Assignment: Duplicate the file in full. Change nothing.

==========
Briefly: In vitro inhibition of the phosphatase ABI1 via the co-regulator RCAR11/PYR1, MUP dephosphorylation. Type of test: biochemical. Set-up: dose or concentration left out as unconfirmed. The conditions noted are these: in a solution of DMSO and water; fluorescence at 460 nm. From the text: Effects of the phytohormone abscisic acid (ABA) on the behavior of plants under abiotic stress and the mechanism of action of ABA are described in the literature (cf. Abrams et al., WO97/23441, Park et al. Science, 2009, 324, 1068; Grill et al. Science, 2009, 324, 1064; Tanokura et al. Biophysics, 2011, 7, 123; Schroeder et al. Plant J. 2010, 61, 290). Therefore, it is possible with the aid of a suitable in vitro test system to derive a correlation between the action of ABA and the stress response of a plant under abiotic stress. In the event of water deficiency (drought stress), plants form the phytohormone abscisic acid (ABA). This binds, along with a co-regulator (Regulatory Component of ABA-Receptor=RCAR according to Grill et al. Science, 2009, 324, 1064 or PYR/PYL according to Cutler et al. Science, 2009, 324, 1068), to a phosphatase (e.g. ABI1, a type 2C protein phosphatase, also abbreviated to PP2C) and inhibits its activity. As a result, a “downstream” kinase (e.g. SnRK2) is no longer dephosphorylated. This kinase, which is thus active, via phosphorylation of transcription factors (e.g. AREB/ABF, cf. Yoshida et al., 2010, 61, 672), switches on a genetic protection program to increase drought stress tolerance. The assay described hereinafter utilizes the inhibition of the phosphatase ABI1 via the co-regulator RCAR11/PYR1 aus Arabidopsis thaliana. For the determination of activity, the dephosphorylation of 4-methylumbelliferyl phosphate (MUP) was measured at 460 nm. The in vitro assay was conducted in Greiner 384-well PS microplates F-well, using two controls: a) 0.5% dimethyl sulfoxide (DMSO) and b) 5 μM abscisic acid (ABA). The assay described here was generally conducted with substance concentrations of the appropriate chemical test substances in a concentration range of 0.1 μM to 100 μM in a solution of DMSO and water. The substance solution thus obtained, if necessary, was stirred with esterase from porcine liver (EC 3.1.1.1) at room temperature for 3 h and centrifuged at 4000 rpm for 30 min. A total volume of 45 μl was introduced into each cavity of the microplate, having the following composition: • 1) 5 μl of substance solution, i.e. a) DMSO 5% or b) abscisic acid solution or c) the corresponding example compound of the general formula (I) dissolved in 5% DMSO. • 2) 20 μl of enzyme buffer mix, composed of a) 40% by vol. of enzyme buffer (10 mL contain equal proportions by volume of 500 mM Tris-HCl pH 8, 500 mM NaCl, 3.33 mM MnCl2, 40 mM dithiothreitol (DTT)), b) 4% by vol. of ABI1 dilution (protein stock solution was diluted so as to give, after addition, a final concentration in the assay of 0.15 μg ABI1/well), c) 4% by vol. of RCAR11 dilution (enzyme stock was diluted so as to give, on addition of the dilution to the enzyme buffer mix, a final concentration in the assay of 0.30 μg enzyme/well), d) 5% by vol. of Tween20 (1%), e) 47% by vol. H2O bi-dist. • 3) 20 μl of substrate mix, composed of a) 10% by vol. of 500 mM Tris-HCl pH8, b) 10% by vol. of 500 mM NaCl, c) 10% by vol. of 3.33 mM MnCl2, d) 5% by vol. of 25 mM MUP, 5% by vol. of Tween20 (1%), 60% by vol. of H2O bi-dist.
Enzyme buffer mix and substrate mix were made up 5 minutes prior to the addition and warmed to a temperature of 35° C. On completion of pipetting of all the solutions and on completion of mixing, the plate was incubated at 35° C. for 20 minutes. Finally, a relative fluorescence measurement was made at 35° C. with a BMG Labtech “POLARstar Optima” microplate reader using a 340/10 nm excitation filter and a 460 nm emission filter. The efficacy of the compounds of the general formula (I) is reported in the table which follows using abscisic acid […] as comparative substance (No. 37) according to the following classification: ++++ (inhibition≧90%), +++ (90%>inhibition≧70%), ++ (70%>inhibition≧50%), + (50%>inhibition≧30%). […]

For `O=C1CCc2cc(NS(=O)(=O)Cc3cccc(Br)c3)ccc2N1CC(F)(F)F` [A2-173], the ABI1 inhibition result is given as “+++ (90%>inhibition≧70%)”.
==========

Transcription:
Briefly: In vitro inhibition of the phosphatase ABI1 via the co-regulator RCAR11/PYR1, MUP dephosphorylation. Type of test: biochemical. Set-up: dose or concentration left out as unconfirmed. The conditions noted are these: in a solution of DMSO and water; fluorescence at 460 nm. From the text: Effects of the phytohormone abscisic acid (ABA) on the behavior of plants under abiotic stress and the mechanism of action of ABA are described in the literature (cf. Abrams et al., WO97/23441, Park et al. Science, 2009, 324, 1068; Grill et al. Science, 2009, 324, 1064; Tanokura et al. Biophysics, 2011, 7, 123; Schroeder et al. Plant J. 2010, 61, 290). Therefore, it is possible with the aid of a suitable in vitro test system to derive a correlation between the action of ABA and the stress response of a plant under abiotic stress. In the event of water deficiency (drought stress), plants form the phytohormone abscisic acid (ABA). This binds, along with a co-regulator (Regulatory Component of ABA-Receptor=RCAR according to Grill et al. Science, 2009, 324, 1064 or PYR/PYL according to Cutler et al. Science, 2009, 324, 1068), to a phosphatase (e.g. ABI1, a type 2C protein phosphatase, also abbreviated to PP2C) and inhibits its activity. As a result, a “downstream” kinase (e.g. SnRK2) is no longer dephosphorylated. This kinase, which is thus active, via phosphorylation of transcription factors (e.g. AREB/ABF, cf. Yoshida et al., 2010, 61, 672), switches on a genetic protection program to increase drought stress tolerance. The assay described hereinafter utilizes the inhibition of the phosphatase ABI1 via the co-regulator RCAR11/PYR1 aus Arabidopsis thaliana. For the determination of activity, the dephosphorylation of 4-methylumbelliferyl phosphate (MUP) was measured at 460 nm. The in vitro assay was conducted in Greiner 384-well PS microplates F-well, using two controls: a) 0.5% dimethyl sulfoxide (DMSO) and b) 5 μM abscisic acid (ABA). The assay described here was generally conducted with substance concentrations of the appropriate chemical test substances in a concentration range of 0.1 μM to 100 μM in a solution of DMSO and water. The substance solution thus obtained, if necessary, was stirred with esterase from porcine liver (EC 3.1.1.1) at room temperature for 3 h and centrifuged at 4000 rpm for 30 min. A total volume of 45 μl was introduced into each cavity of the microplate, having the following composition: • 1) 5 μl of substance solution, i.e. a) DMSO 5% or b) abscisic acid solution or c) the corresponding example compound of the general formula (I) dissolved in 5% DMSO. • 2) 20 μl of enzyme buffer mix, composed of a) 40% by vol. of enzyme buffer (10 mL contain equal proportions by volume of 500 mM Tris-HCl pH 8, 500 mM NaCl, 3.33 mM MnCl2, 40 mM dithiothreitol (DTT)), b) 4% by vol. of ABI1 dilution (protein stock solution was diluted so as to give, after addition, a final concentration in the assay of 0.15 μg ABI1/well), c) 4% by vol. of RCAR11 dilution (enzyme stock was diluted so as to give, on addition of the dilution to the enzyme buffer mix, a final concentration in the assay of 0.30 μg enzyme/well), d) 5% by vol. of Tween20 (1%), e) 47% by vol. H2O bi-dist. • 3) 20 μl of substrate mix, composed of a) 10% by vol. of 500 mM Tris-HCl pH8, b) 10% by vol. of 500 mM NaCl, c) 10% by vol. of 3.33 mM MnCl2, d) 5% by vol. of 25 mM MUP, 5% by vol. of Tween20 (1%), 60% by vol. of H2O bi-dist.
Enzyme buffer mix and substrate mix were made up 5 minutes prior to the addition and warmed to a temperature of 35° C. On completion of pipetting of all the solutions and on completion of mixing, the plate was incubated at 35° C. for 20 minutes. Finally, a relative fluorescence measurement was made at 35° C. with a BMG Labtech “POLARstar Optima” microplate reader using a 340/10 nm excitation filter and a 460 nm emission filter. The efficacy of the compounds of the general formula (I) is reported in the table which follows using abscisic acid […] as comparative substance (No. 37) according to the following classification: ++++ (inhibition≧90%), +++ (90%>inhibition≧70%), ++ (70%>inhibition≧50%), + (50%>inhibition≧30%). […]

For `O=C1CCc2cc(NS(=O)(=O)Cc3cccc(Br)c3)ccc2N1CC(F)(F)F` [A2-173], the ABI1 inhibition result is given as “+++ (90%>inhibition≧70%)”.